Dr. Diane BordenPhoto by Randall Gee

Diane Borden, Ph.D. teaches her Film Studies course, part of the Film Studies Program she launched at Pacific over 40 years ago.

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2013 Distinguished Faculty Honoree

Marnie SantoyoNov 12, 2013

Celebrating a Distinguished Career at Pacific

Whether the subject is Hitchcock, Freud or Joyce, Diane Borden is a passionate professor who inspires and challenges students to be thinkers.

Diane Borden, Ph.D., says her love of teaching is simply an extension of another love: learning. 

"It's an adventure to go into the classroom each day, and I love designing my courses," says Borden, a professor of English in the College of the Pacific and chair and director of the Film Studies program. "That's what teaching is all about, being a lifelong learner. We teach students how to think, to write and read a text carefully, to see what's there and find the pleasure that comes from asking questions." 

That pleasure is something she's been sharing with Pacific students for more than 40 years. Recently, she was honored with the 2013 Distinguished Faculty Award, which is given each year to a tenured faculty member for outstanding accomplishments in teaching, research and creative endeavors and service to the University. 

"Diane's talents as a teacher cannot be overstated," one of her colleagues wrote in the nomination letter. "She has had an immeasurable impact on her students' lives, changing the way they perceive the world around them and their place within it." 

Born Academic

Borden's curriculum vitae reveals a multifaceted journey across multiple disciplines: English literature, film and psychoanalysis. But long before her academic journey began, the seeds for her own appreciation of cinema were being nurtured. 

"Sometimes I look back and think what an unusual education I had," says Borden, a San Francisco native. "I remember as a child, my aunt took me three to four times a week to see foreign and American films. I would also stay with my aunt as she and her friends talked about the films afterwards. I was privileged to be part of those adult conversations." 

At the age of 6, she met the legendary Alfred Hitchcock when he was filming Vertigo across the street from her school.   

"He came to the school, and when I saw him, he looked down at me and said, 'Hello, little girl,'" she recalls. "I didn't know who Alfred Hitchcock was; I was just struck by this funny-looking man looking down at me. It wasn't until later that I found out who he was and the importance of that film. That experience grounded me in an odd kind of way." 

Today, Borden routinely teaches Hitchcock's films in her classes - among the other great masters of film - and last year, she published a chapter in a book about Vertigo

Teaching and Learning

In 1971, Borden earned her Ph.D. from the University of California, Santa Cruz, in the History of Consciousness (literature, psychology and philosophy) - a program she developed herself. 

Later that year, she began teaching at Pacific, attracted to the university because of its focus on student-centered learning. Soon after she arrived, she founded the Film Studies program and later created the Gender Studies program as well. Today, Borden is a highly recognized scholar in the fields of literature, film, critical theory, and psychoanalysis.  She has numerous publications, including books, chapters, journal articles, and reviews.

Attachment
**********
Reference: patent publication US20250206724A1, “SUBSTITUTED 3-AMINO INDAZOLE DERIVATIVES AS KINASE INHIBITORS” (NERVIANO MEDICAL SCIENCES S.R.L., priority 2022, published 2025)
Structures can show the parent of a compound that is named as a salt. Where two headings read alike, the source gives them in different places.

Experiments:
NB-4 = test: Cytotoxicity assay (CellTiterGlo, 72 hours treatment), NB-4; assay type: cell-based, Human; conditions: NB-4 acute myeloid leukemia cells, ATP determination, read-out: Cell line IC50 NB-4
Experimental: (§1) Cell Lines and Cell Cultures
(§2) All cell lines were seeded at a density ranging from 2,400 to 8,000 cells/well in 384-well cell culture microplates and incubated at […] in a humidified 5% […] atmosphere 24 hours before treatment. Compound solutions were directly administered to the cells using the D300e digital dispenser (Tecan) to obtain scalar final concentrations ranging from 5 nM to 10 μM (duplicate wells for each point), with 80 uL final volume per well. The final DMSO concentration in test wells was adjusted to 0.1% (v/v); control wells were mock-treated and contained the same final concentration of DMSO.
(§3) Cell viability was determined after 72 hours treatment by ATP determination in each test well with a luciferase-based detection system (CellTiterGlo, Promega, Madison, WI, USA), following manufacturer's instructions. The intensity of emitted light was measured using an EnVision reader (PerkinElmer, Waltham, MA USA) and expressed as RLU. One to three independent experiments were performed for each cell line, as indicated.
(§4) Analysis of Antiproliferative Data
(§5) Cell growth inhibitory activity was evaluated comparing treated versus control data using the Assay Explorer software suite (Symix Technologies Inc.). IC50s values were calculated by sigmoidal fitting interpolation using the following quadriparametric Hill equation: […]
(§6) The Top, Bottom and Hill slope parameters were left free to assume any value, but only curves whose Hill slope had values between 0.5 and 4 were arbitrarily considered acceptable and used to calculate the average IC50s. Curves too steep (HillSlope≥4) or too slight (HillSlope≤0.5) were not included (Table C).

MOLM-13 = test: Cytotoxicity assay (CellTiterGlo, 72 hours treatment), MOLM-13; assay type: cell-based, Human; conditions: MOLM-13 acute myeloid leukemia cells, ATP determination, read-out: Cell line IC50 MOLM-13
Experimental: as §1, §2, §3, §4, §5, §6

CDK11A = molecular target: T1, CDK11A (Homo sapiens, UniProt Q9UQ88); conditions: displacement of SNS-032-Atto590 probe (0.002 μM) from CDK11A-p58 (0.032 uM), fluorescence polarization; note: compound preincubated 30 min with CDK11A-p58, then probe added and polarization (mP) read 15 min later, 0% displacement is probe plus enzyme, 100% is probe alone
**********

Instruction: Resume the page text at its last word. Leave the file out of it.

A specialist in the intersections of psychoanalysis in film and literature, she lectures at conferences around the world and has earned several prestigious national awards, including the Graves Award for innovative teaching and scholarship in the Humanities, the Mudd Memorial Award for excellence in applied psychoanalysis, and the Directors Guild of America Award for teaching and scholarship in film. 

At Pacific, she's earned the Spanos Teaching Award and the University of the Pacific Research Lecture Award. 

The awards underscore Borden's passion for teaching, say her students. 

"Thanks to Dr. Borden, when I read a book, listen to a song or watch a film, I think about what I've learned in my English classes, and I further appreciate the creativity and depth of the arts," says Euzcil Castaneto '13. 

"Professor Borden taught me to appreciate a medium whose capacity to speak in the language of images and grapple with themes that cut to the heart of the human condition rests upon the magical interplay of vision and light," adds Ann-Marie Cook, '97, now an academic herself. "I continue to be inspired by her fierce intellect, professionalism, integrity, generosity and the delight she takes in the life of the mind."

Over the years, Borden has also mentored faculty as they explore their own paths. 

"When I began to move into research on French cinema, she was an invaluable mentor," says Katie Golsan, Ph.D., professor of French and Film Studies in the College of the Pacific. "She encouraged me to create a course in French cinema that laid the groundwork for all of my current research."

Like her aunt all those years ago fostered Borden's love for learning, she hopes to pay it forward to others, sharing her knowledge and enthusiasm for literature and film with her students.

"James Joyce, the great Irish writer, once said that the way you learn about things is by thinking," Borden says. "For me, the classroom provides a cozy place for all to think through a text, a puzzle, an image, a question or the Big Picture. Whether we are discussing a sequence from a Hitchcock film or a poem about the experience of space and time, or doing a psychoanalytic interpretation of a myth, my students and I share what I hope is a kind of illumination."

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